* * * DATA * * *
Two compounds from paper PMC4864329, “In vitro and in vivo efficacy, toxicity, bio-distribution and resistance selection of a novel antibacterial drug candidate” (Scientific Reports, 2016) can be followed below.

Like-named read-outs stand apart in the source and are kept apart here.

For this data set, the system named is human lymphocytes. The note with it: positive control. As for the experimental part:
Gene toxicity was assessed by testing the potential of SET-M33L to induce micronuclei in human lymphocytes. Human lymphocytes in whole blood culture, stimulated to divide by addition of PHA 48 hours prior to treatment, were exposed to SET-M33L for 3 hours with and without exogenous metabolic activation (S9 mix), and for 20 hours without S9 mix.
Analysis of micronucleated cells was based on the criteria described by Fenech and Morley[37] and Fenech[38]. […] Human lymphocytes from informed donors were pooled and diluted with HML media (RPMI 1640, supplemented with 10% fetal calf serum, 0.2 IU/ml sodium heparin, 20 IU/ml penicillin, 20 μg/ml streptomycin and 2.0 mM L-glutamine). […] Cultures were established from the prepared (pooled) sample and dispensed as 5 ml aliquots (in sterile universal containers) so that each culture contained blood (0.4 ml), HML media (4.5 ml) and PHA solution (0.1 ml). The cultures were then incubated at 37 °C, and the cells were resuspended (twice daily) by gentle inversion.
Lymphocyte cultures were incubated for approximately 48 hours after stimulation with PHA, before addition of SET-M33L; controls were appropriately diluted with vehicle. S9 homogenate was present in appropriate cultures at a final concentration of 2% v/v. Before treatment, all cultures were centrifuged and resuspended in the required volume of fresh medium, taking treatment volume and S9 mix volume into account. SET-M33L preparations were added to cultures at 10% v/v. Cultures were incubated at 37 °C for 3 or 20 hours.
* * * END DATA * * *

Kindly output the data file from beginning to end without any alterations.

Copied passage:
Two compounds from paper PMC4864329, “In vitro and in vivo efficacy, toxicity, bio-distribution and resistance selection of a novel antibacterial drug candidate” (Scientific Reports, 2016) can be followed below.

Like-named read-outs stand apart in the source and are kept apart here.

For this data set, the system named is human lymphocytes. The note with it: positive control. As for the experimental part:
Gene toxicity was assessed by testing the potential of SET-M33L to induce micronuclei in human lymphocytes. Human lymphocytes in whole blood culture, stimulated to divide by addition of PHA 48 hours prior to treatment, were exposed to SET-M33L for 3 hours with and without exogenous metabolic activation (S9 mix), and for 20 hours without S9 mix.
Analysis of micronucleated cells was based on the criteria described by Fenech and Morley[37] and Fenech[38]. […] Human lymphocytes from informed donors were pooled and diluted with HML media (RPMI 1640, supplemented with 10% fetal calf serum, 0.2 IU/ml sodium heparin, 20 IU/ml penicillin, 20 μg/ml streptomycin and 2.0 mM L-glutamine). […] Cultures were established from the prepared (pooled) sample and dispensed as 5 ml aliquots (in sterile universal containers) so that each culture contained blood (0.4 ml), HML media (4.5 ml) and PHA solution (0.1 ml). The cultures were then incubated at 37 °C, and the cells were resuspended (twice daily) by gentle inversion.
Lymphocyte cultures were incubated for approximately 48 hours after stimulation with PHA, before addition of SET-M33L; controls were appropriately diluted with vehicle. S9 homogenate was present in appropriate cultures at a final concentration of 2% v/v. Before treatment, all cultures were centrifuged and resuspended in the required volume of fresh medium, taking treatment volume and S9 mix volume into account. SET-M33L preparations were added to cultures at 10% v/v. Cultures were incubated at 37 °C for 3 or 20 hours.